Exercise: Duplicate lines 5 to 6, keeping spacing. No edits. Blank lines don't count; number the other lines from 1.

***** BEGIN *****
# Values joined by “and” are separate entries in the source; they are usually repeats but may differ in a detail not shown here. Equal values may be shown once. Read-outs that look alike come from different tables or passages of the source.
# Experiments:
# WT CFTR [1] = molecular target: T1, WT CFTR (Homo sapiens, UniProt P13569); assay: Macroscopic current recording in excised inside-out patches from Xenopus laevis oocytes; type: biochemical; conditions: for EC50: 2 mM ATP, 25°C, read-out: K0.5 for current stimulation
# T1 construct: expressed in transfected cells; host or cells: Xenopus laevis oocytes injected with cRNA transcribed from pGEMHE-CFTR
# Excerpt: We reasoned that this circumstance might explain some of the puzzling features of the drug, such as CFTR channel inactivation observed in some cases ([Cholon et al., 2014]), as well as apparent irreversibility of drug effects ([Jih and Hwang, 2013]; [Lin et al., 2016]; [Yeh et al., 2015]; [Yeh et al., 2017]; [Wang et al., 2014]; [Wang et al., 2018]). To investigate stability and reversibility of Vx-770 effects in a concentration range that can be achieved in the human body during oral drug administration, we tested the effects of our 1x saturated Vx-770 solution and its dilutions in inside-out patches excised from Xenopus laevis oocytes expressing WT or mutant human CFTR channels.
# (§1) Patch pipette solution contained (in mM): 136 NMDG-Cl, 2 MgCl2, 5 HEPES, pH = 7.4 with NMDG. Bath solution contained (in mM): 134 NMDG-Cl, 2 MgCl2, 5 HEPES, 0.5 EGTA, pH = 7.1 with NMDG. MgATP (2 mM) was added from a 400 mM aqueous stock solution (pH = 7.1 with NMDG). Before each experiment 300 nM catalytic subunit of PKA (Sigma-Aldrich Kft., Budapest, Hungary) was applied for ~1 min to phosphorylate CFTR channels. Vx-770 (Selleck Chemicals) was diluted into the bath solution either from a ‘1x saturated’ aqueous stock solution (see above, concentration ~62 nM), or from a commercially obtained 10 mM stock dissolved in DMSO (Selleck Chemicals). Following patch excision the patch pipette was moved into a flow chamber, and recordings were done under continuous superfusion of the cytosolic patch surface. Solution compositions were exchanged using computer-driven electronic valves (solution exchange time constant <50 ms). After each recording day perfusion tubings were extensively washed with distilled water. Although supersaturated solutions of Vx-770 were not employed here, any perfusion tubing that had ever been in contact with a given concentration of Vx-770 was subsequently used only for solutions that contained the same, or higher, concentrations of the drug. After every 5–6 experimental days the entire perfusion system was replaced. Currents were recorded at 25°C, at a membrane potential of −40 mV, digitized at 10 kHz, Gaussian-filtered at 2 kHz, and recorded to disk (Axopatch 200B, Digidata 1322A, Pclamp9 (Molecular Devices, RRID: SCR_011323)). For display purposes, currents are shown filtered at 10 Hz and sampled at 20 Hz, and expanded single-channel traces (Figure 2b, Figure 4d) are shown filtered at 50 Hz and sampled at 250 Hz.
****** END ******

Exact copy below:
# Excerpt: We reasoned that this circumstance might explain some of the puzzling features of the drug, such as CFTR channel inactivation observed in some cases ([Cholon et al., 2014]), as well as apparent irreversibility of drug effects ([Jih and Hwang, 2013]; [Lin et al., 2016]; [Yeh et al., 2015]; [Yeh et al., 2017]; [Wang et al., 2014]; [Wang et al., 2018]). To investigate stability and reversibility of Vx-770 effects in a concentration range that can be achieved in the human body during oral drug administration, we tested the effects of our 1x saturated Vx-770 solution and its dilutions in inside-out patches excised from Xenopus laevis oocytes expressing WT or mutant human CFTR channels.
# (§1) Patch pipette solution contained (in mM): 136 NMDG-Cl, 2 MgCl2, 5 HEPES, pH = 7.4 with NMDG. Bath solution contained (in mM): 134 NMDG-Cl, 2 MgCl2, 5 HEPES, 0.5 EGTA, pH = 7.1 with NMDG. MgATP (2 mM) was added from a 400 mM aqueous stock solution (pH = 7.1 with NMDG). Before each experiment 300 nM catalytic subunit of PKA (Sigma-Aldrich Kft., Budapest, Hungary) was applied for ~1 min to phosphorylate CFTR channels. Vx-770 (Selleck Chemicals) was diluted into the bath solution either from a ‘1x saturated’ aqueous stock solution (see above, concentration ~62 nM), or from a commercially obtained 10 mM stock dissolved in DMSO (Selleck Chemicals). Following patch excision the patch pipette was moved into a flow chamber, and recordings were done under continuous superfusion of the cytosolic patch surface. Solution compositions were exchanged using computer-driven electronic valves (solution exchange time constant <50 ms). After each recording day perfusion tubings were extensively washed with distilled water. Although supersaturated solutions of Vx-770 were not employed here, any perfusion tubing that had ever been in contact with a given concentration of Vx-770 was subsequently used only for solutions that contained the same, or higher, concentrations of the drug. After every 5–6 experimental days the entire perfusion system was replaced. Currents were recorded at 25°C, at a membrane potential of −40 mV, digitized at 10 kHz, Gaussian-filtered at 2 kHz, and recorded to disk (Axopatch 200B, Digidata 1322A, Pclamp9 (Molecular Devices, RRID: SCR_011323)). For display purposes, currents are shown filtered at 10 Hz and sampled at 20 Hz, and expanded single-channel traces (Figure 2b, Figure 4d) are shown filtered at 50 Hz and sampled at 250 Hz.